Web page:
`header.h' has different date than in precomp
The modification time of the header on the disk does not match the modification time of the header when the precompiled header was built.
could not find `header.h'
The header which was included by the precompiled header could not be found on the disk to verify its modification time.
could not use precomp `header.p' (incorrect version)
It was discovered that the version of the referenced precompiled header is incompatible with the compiler, possibly signifying a corrupt or obsolete header.p.
explicit reference to precompiled `header.p' failed
Although the inclusion of headers with a ".p" suffix is discouraged due to portability considerations, it is legal to explicitly reference precompiled headers.  The above error is generated if the precompiled header could not be typechecked properly.


A macro is an abbreviation you define once and then use later.  This section describes some important features associated with macros in the C preprocessor.

Simple Macros

A simple macro is a kind of abbreviation--it's a name that stands for a fragment of code.  Simple macros are sometimes referred to as manifest constants.

Before you can use a macro, you must define it explicitly with the #define command.  #define is followed by the name of the macro and then the code it should be an abbreviation for.  For example,

#define BUFFER_SIZE 1020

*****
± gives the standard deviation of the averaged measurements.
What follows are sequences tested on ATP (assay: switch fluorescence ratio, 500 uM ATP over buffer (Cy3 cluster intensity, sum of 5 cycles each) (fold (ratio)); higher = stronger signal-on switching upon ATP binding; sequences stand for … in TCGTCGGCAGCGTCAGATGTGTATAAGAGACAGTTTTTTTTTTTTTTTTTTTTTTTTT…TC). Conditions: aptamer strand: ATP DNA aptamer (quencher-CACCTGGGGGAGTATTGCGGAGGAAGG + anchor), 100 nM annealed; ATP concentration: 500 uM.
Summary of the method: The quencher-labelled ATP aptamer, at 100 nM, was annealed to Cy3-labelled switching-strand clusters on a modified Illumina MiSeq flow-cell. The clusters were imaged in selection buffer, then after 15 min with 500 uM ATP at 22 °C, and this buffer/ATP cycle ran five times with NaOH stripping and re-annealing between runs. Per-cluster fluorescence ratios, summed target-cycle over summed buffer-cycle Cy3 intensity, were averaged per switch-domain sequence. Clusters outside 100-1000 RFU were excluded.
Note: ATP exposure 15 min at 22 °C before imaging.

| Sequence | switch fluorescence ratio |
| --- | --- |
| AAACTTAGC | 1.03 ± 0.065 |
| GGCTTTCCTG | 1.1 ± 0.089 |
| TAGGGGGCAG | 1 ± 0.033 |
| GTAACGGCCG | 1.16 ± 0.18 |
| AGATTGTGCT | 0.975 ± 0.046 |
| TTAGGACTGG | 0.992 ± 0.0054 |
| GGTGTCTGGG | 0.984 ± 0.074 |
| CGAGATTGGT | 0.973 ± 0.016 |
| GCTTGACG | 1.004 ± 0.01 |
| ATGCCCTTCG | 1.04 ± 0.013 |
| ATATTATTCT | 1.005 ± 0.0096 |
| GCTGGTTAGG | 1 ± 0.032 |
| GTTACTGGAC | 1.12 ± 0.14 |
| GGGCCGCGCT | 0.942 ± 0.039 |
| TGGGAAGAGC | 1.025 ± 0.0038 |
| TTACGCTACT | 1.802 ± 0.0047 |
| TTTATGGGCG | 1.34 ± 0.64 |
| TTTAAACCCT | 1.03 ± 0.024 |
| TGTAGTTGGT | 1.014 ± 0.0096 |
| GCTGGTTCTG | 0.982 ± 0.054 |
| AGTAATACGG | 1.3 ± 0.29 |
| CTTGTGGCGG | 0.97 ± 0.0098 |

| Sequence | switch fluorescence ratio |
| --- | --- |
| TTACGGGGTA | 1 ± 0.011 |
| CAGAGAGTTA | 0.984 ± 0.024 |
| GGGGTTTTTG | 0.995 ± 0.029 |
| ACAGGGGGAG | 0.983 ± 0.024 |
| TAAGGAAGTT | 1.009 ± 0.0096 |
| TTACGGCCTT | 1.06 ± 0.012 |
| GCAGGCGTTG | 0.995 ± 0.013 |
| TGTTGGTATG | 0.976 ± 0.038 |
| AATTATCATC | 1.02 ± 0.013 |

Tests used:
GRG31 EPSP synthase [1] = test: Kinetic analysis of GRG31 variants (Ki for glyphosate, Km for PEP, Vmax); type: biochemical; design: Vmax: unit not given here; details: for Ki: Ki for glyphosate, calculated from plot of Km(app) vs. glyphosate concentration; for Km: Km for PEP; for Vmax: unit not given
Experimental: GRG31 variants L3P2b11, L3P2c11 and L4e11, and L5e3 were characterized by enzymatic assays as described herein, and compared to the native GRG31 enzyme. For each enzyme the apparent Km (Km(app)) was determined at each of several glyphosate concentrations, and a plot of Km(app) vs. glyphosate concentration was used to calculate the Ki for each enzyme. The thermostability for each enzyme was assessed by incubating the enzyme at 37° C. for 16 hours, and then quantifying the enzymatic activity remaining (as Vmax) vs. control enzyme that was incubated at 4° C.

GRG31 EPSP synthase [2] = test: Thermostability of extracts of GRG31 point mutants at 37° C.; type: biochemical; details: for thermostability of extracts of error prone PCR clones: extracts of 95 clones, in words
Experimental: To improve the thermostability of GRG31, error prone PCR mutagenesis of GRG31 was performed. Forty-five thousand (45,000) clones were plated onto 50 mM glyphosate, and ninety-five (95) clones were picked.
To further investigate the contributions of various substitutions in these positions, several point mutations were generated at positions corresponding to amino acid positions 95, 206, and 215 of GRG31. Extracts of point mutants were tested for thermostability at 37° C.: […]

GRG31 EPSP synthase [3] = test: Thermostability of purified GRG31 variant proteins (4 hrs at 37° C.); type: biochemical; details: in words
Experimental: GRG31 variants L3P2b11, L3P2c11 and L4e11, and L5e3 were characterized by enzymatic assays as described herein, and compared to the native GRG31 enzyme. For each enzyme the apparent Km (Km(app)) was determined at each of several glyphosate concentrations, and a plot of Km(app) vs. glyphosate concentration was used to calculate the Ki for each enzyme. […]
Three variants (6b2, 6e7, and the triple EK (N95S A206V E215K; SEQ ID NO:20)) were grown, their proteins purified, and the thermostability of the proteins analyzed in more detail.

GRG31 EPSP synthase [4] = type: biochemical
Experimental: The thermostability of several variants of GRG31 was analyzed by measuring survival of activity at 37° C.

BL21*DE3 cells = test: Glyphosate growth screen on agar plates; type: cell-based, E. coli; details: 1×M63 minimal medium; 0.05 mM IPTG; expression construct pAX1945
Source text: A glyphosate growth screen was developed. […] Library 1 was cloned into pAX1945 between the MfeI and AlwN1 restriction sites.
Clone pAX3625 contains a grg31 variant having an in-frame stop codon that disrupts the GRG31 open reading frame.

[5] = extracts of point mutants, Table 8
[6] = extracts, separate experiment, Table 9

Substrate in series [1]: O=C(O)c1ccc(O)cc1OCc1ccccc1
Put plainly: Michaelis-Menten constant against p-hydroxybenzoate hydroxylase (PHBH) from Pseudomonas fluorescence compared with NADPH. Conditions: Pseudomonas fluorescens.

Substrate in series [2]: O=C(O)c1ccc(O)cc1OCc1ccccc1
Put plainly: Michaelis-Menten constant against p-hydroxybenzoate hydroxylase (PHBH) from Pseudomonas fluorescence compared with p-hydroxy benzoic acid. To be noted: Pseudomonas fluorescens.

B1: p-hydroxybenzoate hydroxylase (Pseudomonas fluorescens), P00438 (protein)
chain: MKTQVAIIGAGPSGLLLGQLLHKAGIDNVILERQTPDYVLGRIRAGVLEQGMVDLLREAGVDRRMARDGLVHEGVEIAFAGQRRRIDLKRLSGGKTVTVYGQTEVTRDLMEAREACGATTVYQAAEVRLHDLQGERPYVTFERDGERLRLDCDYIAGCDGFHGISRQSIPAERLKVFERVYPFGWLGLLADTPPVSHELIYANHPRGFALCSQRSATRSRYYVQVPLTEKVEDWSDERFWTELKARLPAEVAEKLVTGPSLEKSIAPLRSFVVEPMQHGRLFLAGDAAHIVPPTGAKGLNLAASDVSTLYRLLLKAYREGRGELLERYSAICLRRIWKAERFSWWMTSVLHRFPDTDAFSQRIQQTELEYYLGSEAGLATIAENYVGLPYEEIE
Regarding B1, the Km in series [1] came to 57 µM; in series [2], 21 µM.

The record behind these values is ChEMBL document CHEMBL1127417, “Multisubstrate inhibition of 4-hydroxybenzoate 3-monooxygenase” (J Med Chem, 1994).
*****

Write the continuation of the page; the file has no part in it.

defines a macro named BUFFER_SIZE as an abbreviation for the text 1020.  With this definition in effect, the C preprocessor would expand the following statement

foo = (char *) xmalloc (BUFFER_SIZE);


foo = (char *) xmalloc (1020);

The definition must be a single line; however, it may not end in the middle of a multiline string constant or character constant.

For readability, uppercase is used for macro names by convention.  Programs are easier to read when it's possible to tell at a glance which names are macros.

Normally, a macro definition must be a single line (although you can always split a long macro definition cosmetically with backslash-newline).  There's one exception:  Newlines can be included in the macro definition if they're within a string or character constant.  It isn't possible for a macro definition to contain an unbalanced quote character; the definition automatically extends to include the matching quote character that ends the string or character constant.  Comments within a macro definition may contain newlines (which make no difference, since the comments are entirely replaced with spaces regardless of their contents).